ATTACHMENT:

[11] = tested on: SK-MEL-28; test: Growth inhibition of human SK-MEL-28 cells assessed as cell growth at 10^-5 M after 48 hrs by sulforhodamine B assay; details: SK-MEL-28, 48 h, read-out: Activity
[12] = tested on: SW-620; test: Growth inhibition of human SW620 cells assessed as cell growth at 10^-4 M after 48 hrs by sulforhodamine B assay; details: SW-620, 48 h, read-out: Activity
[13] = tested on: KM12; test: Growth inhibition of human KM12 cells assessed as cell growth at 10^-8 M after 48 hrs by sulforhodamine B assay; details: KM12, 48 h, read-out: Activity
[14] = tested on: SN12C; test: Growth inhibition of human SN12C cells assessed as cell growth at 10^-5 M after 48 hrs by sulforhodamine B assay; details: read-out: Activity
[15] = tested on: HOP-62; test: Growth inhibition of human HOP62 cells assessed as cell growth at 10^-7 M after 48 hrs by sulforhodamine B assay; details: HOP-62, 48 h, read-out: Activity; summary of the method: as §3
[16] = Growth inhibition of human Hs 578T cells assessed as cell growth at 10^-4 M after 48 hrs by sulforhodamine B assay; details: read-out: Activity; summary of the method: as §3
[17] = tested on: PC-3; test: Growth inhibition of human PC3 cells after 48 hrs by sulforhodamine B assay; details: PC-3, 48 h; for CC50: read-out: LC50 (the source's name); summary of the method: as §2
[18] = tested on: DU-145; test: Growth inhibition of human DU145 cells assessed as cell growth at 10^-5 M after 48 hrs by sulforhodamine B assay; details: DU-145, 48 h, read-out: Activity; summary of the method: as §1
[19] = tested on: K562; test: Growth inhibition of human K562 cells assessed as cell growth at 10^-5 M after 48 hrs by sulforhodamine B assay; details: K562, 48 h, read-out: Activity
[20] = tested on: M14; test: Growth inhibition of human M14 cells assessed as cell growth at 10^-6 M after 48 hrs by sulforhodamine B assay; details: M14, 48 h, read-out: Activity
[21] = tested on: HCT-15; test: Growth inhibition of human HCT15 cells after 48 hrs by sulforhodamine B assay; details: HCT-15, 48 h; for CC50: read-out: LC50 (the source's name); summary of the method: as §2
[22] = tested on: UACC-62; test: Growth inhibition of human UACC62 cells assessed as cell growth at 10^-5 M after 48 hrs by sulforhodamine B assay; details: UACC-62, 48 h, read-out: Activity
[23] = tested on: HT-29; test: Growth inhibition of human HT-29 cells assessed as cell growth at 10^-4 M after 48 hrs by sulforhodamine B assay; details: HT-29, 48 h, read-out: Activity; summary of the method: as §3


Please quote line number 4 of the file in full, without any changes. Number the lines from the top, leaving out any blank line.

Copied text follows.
[14] = tested on: SN12C; test: Growth inhibition of human SN12C cells assessed as cell growth at 10^-5 M after 48 hrs by sulforhodamine B assay; details: read-out: Activity